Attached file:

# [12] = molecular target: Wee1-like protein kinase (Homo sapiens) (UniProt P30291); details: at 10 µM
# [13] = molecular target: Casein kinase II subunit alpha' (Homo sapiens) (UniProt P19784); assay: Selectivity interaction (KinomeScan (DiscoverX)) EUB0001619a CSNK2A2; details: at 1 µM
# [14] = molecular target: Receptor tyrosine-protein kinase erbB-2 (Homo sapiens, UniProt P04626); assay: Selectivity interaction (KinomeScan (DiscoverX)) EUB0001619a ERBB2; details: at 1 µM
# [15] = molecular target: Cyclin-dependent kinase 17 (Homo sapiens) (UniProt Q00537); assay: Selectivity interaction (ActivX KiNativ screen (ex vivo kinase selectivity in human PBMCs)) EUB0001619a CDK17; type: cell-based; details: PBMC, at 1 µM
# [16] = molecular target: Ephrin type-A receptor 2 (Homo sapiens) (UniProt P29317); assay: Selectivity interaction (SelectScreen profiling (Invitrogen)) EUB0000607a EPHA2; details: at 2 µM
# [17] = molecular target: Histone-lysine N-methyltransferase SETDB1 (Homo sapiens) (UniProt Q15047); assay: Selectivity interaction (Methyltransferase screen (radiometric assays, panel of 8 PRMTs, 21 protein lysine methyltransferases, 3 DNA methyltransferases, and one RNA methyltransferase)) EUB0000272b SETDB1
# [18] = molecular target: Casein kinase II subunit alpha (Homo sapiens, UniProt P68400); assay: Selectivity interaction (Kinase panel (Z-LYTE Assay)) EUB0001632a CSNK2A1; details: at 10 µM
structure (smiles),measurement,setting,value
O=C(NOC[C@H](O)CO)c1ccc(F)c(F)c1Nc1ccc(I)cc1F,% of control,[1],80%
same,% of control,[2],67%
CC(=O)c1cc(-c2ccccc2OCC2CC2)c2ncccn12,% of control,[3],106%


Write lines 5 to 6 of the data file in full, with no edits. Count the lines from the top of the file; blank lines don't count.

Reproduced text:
# [16] = molecular target: Ephrin type-A receptor 2 (Homo sapiens) (UniProt P29317); assay: Selectivity interaction (SelectScreen profiling (Invitrogen)) EUB0000607a EPHA2; details: at 2 µM
# [17] = molecular target: Histone-lysine N-methyltransferase SETDB1 (Homo sapiens) (UniProt Q15047); assay: Selectivity interaction (Methyltransferase screen (radiometric assays, panel of 8 PRMTs, 21 protein lysine methyltransferases, 3 DNA methyltransferases, and one RNA methyltransferase)) EUB0000272b SETDB1